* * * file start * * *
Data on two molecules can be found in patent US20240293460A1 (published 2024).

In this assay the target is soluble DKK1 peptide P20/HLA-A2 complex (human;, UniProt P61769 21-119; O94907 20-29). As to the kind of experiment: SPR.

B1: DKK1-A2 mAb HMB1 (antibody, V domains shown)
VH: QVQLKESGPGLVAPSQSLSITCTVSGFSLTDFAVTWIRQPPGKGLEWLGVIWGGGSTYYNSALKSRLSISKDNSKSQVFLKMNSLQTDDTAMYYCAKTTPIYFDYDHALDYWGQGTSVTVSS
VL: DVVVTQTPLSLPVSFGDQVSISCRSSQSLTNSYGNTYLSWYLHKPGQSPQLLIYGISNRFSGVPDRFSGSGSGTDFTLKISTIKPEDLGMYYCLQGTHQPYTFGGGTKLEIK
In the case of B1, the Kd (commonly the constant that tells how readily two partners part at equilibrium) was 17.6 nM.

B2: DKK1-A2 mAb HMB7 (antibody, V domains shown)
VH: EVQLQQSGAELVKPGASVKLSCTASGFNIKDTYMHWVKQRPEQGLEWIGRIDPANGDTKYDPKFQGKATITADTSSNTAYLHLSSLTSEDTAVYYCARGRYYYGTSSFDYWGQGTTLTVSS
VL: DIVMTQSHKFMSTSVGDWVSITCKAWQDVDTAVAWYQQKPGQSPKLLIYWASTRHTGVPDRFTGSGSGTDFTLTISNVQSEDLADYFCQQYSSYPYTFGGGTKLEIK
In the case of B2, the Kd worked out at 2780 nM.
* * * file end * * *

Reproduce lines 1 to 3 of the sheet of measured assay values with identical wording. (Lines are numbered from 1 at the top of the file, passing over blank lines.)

Data on two molecules can be found in patent US20240293460A1 (published 2024).

In this assay the target is soluble DKK1 peptide P20/HLA-A2 complex (human;, UniProt P61769 21-119; O94907 20-29). As to the kind of experiment: SPR.

B1: DKK1-A2 mAb HMB1 (antibody, V domains shown)